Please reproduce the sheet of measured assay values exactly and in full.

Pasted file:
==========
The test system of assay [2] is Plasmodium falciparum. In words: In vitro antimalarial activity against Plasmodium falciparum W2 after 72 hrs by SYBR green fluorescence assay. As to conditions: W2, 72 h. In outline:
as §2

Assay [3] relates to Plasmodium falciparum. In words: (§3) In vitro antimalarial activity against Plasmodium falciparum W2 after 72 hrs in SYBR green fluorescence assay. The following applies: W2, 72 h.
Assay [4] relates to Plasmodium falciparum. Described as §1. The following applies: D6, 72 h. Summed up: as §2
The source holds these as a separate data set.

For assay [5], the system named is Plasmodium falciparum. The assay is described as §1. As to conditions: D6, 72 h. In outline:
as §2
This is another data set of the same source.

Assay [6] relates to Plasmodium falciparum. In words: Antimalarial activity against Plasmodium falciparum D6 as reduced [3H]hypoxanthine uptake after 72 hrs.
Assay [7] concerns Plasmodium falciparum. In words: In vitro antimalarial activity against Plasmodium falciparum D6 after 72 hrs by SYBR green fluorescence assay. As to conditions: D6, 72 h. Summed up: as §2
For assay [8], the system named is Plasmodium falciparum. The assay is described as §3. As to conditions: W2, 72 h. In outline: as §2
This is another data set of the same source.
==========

The test system of assay [2] is Plasmodium falciparum. In words: In vitro antimalarial activity against Plasmodium falciparum W2 after 72 hrs by SYBR green fluorescence assay. As to conditions: W2, 72 h. In outline:
as §2

Assay [3] relates to Plasmodium falciparum. In words: (§3) In vitro antimalarial activity against Plasmodium falciparum W2 after 72 hrs in SYBR green fluorescence assay. The following applies: W2, 72 h.
Assay [4] relates to Plasmodium falciparum. Described as §1. The following applies: D6, 72 h. Summed up: as §2
The source holds these as a separate data set.

For assay [5], the system named is Plasmodium falciparum. The assay is described as §1. As to conditions: D6, 72 h. In outline:
as §2
This is another data set of the same source.

Assay [6] relates to Plasmodium falciparum. In words: Antimalarial activity against Plasmodium falciparum D6 as reduced [3H]hypoxanthine uptake after 72 hrs.
Assay [7] concerns Plasmodium falciparum. In words: In vitro antimalarial activity against Plasmodium falciparum D6 after 72 hrs by SYBR green fluorescence assay. As to conditions: D6, 72 h. Summed up: as §2
For assay [8], the system named is Plasmodium falciparum. The assay is described as §3. As to conditions: W2, 72 h. In outline: as §2
This is another data set of the same source.